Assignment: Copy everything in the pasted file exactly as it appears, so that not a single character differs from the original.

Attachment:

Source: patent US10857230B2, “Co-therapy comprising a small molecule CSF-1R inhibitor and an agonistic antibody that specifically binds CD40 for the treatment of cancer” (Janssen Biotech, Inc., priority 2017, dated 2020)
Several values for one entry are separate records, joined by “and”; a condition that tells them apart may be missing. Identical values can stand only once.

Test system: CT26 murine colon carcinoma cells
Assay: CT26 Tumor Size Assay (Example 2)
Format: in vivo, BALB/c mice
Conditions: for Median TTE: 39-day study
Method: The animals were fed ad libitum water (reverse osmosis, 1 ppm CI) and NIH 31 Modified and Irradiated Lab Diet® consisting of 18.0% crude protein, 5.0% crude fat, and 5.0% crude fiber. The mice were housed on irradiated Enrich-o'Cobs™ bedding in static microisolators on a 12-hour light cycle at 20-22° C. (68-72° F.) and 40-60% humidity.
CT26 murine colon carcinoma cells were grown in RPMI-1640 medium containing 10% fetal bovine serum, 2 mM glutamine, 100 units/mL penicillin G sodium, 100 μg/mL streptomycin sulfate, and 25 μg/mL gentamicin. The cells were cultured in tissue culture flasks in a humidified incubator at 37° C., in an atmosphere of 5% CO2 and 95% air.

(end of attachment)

Source: patent US10857230B2, “Co-therapy comprising a small molecule CSF-1R inhibitor and an agonistic antibody that specifically binds CD40 for the treatment of cancer” (Janssen Biotech, Inc., priority 2017, dated 2020)
Several values for one entry are separate records, joined by “and”; a condition that tells them apart may be missing. Identical values can stand only once.

Test system: CT26 murine colon carcinoma cells
Assay: CT26 Tumor Size Assay (Example 2)
Format: in vivo, BALB/c mice
Conditions: for Median TTE: 39-day study
Method: The animals were fed ad libitum water (reverse osmosis, 1 ppm CI) and NIH 31 Modified and Irradiated Lab Diet® consisting of 18.0% crude protein, 5.0% crude fat, and 5.0% crude fiber. The mice were housed on irradiated Enrich-o'Cobs™ bedding in static microisolators on a 12-hour light cycle at 20-22° C. (68-72° F.) and 40-60% humidity.
CT26 murine colon carcinoma cells were grown in RPMI-1640 medium containing 10% fetal bovine serum, 2 mM glutamine, 100 units/mL penicillin G sodium, 100 μg/mL streptomycin sulfate, and 25 μg/mL gentamicin. The cells were cultured in tissue culture flasks in a humidified incubator at 37° C., in an atmosphere of 5% CO2 and 95% air.